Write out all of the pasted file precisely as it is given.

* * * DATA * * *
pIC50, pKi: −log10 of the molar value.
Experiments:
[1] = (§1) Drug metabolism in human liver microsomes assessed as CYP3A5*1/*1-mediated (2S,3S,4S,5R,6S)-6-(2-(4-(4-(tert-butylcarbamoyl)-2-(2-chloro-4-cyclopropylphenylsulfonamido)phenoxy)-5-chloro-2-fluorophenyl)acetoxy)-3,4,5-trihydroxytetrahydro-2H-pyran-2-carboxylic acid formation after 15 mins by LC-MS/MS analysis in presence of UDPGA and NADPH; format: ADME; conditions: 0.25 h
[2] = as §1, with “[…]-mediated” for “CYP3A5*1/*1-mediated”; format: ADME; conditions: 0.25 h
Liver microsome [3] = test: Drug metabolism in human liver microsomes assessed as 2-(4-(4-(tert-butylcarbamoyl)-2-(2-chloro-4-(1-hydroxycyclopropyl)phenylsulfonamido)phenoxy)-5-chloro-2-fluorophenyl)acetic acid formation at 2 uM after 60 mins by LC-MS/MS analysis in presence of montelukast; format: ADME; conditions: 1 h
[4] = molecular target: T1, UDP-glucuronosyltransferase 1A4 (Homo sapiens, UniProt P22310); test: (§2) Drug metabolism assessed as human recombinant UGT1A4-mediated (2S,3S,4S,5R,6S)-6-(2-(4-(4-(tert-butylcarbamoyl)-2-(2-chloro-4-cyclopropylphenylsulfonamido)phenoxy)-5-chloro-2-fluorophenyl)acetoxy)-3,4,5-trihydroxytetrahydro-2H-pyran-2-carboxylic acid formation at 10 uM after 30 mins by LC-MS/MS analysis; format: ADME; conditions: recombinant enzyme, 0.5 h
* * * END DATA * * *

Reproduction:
pIC50, pKi: −log10 of the molar value.
Experiments:
[1] = (§1) Drug metabolism in human liver microsomes assessed as CYP3A5*1/*1-mediated (2S,3S,4S,5R,6S)-6-(2-(4-(4-(tert-butylcarbamoyl)-2-(2-chloro-4-cyclopropylphenylsulfonamido)phenoxy)-5-chloro-2-fluorophenyl)acetoxy)-3,4,5-trihydroxytetrahydro-2H-pyran-2-carboxylic acid formation after 15 mins by LC-MS/MS analysis in presence of UDPGA and NADPH; format: ADME; conditions: 0.25 h
[2] = as §1, with “[…]-mediated” for “CYP3A5*1/*1-mediated”; format: ADME; conditions: 0.25 h
Liver microsome [3] = test: Drug metabolism in human liver microsomes assessed as 2-(4-(4-(tert-butylcarbamoyl)-2-(2-chloro-4-(1-hydroxycyclopropyl)phenylsulfonamido)phenoxy)-5-chloro-2-fluorophenyl)acetic acid formation at 2 uM after 60 mins by LC-MS/MS analysis in presence of montelukast; format: ADME; conditions: 1 h
[4] = molecular target: T1, UDP-glucuronosyltransferase 1A4 (Homo sapiens, UniProt P22310); test: (§2) Drug metabolism assessed as human recombinant UGT1A4-mediated (2S,3S,4S,5R,6S)-6-(2-(4-(4-(tert-butylcarbamoyl)-2-(2-chloro-4-cyclopropylphenylsulfonamido)phenoxy)-5-chloro-2-fluorophenyl)acetoxy)-3,4,5-trihydroxytetrahydro-2H-pyran-2-carboxylic acid formation at 10 uM after 30 mins by LC-MS/MS analysis; format: ADME; conditions: recombinant enzyme, 0.5 h